The former head of the Prison Service launched a withering attack yesterday on Tony Blair's law-and-order record, accusing the government of lacking 'the guts' to admit that thousands of imprisoned children, mentally ill people and petty offenders did not belong behind bars.
The extraordinary broadside from Martin Narey, who ran the service for seven years before leaving to head the children's charity Barnardo's last October, will increase pressure on the Home Secretary, John Reid, ahead of a major speech this week laying out plans to overhaul the criminal justice system.
Narey said he hoped Reid would have the courage to cut prisoner numbers by up to 10,000 from their present level of 78,443, which threatens to breach the service's 'safe' upper limit of 81,150. If he didn't, he would have no choice but to build more jails - something Labour had resisted since coming to power in 1997.
Government sources said Reid was likely to announce plans to expand capacity and build new jails, rather than pledge any early cut in numbers.
Narey told The Observer he was speaking out because the jails had reached crisis point. 'It takes guts for politicians to recognise that for some people, prison isn't the appropriate place,' he said. While criticising mistakes going back two decades, he turned his main fire on Labour: 'The only Home Secretary brave enough to point out the reality that prison is an ineffective way of dealing with petty offenders was Douglas Hurd, when he was working for Margaret Thatcher, for God's sake! He drove the prison population down by 4,000.'
Reid will also face fresh questions on the success of the government law-and-order agenda this week as new figures show a surge in the number of robberies over the last year, while many police forces have also recorded significant increases in violent crime generally.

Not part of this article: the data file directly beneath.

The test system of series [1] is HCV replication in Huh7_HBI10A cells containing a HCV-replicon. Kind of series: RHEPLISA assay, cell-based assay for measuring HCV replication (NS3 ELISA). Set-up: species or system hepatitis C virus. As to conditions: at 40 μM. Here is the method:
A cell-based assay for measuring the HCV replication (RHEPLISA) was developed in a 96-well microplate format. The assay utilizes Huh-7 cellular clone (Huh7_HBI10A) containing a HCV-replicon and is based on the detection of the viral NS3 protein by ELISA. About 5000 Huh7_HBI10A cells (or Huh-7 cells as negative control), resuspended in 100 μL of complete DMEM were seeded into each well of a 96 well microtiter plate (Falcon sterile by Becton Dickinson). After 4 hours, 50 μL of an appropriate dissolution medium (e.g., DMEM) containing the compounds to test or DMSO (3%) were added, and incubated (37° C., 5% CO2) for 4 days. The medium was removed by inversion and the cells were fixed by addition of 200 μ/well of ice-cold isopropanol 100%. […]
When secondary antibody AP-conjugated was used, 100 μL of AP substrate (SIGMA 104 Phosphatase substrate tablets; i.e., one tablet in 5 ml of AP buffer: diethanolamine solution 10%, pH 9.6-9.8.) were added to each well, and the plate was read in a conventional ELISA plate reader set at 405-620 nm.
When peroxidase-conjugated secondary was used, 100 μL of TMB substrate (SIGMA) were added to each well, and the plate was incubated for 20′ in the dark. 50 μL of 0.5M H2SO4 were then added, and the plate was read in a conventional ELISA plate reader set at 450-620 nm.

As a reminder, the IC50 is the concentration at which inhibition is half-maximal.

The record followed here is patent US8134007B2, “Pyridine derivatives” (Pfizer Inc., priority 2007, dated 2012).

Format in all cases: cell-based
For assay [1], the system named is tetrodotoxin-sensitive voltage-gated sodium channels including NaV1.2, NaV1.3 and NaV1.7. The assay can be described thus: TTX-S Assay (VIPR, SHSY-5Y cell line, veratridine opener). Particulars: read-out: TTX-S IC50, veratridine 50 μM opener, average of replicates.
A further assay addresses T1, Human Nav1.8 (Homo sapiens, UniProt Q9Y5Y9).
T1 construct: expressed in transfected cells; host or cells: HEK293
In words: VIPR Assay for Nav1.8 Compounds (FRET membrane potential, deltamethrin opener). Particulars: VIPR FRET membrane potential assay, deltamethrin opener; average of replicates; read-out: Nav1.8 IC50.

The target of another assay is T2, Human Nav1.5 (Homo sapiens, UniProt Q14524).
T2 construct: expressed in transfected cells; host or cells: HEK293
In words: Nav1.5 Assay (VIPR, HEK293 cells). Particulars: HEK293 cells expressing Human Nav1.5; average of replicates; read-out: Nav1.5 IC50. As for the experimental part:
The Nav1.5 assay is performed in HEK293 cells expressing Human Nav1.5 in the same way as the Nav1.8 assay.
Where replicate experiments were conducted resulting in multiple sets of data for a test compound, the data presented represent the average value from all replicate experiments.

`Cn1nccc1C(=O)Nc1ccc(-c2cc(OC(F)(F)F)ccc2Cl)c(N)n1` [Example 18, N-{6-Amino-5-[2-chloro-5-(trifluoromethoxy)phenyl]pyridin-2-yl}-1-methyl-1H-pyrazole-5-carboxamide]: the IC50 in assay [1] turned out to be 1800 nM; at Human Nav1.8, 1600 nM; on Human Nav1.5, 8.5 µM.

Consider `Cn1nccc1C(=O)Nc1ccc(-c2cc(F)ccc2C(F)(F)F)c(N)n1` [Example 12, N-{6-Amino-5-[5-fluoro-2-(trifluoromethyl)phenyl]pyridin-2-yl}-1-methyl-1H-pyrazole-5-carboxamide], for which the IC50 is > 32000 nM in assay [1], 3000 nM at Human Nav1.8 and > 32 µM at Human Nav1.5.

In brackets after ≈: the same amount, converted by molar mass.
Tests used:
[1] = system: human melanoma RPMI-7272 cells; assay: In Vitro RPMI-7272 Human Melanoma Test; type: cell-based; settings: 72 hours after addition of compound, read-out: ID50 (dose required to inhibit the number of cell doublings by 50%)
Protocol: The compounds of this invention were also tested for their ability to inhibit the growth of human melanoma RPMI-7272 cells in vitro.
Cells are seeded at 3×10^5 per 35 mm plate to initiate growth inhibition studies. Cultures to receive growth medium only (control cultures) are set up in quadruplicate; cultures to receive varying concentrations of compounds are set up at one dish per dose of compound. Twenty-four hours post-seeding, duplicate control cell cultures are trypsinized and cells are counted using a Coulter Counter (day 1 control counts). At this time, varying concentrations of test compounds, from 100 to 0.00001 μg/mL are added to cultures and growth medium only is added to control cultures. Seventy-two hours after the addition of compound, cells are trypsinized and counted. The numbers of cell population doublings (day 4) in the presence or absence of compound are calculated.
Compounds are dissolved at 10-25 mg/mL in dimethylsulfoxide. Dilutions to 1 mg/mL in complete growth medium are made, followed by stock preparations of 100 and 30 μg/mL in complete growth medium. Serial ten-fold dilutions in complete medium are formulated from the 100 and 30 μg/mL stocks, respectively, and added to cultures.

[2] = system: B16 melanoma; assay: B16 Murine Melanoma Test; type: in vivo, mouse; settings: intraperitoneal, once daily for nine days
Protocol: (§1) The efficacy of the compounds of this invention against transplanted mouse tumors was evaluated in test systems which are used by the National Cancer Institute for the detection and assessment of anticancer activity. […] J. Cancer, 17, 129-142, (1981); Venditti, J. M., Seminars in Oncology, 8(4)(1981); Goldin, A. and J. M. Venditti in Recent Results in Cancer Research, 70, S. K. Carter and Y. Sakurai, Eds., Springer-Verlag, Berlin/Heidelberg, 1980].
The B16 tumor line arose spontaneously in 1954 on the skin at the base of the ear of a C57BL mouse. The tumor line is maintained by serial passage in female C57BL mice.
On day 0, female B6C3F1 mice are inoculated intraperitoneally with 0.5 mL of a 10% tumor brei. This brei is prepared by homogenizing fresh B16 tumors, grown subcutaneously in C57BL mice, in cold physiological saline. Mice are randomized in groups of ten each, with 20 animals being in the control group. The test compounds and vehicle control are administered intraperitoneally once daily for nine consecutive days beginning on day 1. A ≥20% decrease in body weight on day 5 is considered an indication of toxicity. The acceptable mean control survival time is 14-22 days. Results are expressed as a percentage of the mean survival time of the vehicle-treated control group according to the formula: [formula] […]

The number of robberies - chiefly muggings - committed in England and Wales is expected to have risen by almost 10 per cent, according to Home Office figures to be published on Thursday.
An Observer survey of police forces across the country shows that, although overall levels of crime are falling, many forces are struggling to curb street crime and violent offences.
In London, robberies are up eight per cent year on year while violent crime has risen by two per cent, according to Metropolitan Police' figures. In West Yorkshire, violent crime is up nearly 10 per cent and robberies have risen by more than 15 per cent. In the West Midlands the number of violent crimes recorded by police is up almost 3 per cent, while figures to be released by the Gloucestershire force will show robberies up by 24 per cent and violent crime up by nearly 10 per cent.
Narey said that when he took over the running of prisons shortly after Blair's first election victory, about 65,000 people were locked up. The figure rose steadily due to the imprisonment of petty offenders, children and people with mental problems.
'Care in the community has become custody in the community,' said Narey. Ninety per cent of prisoners now had some mental health-related problem: alcoholism, drug addiction, psychosis, neurosis or personality disorder. About 5,000 were 'profoundly mentally ill'.
By the time Narey left, he said, he was 'frankly sick of running prisons absolutely on the edge' and writing 'a note a month to ministers' warning of the consequences. Narey was particularly concerned about the number of youngsters in jail, many due to Antisocial Behaviour Orders which 'were never intended to be applied to children'.
Last night, it emerged that Reid could be preparing to approve the first independent public inquiry into the treatment of children in jails - triggered by the case of a suicidal teenage girl with a history of abuse and drug problems, first brought to national attention by The Observer.
(c) The Observer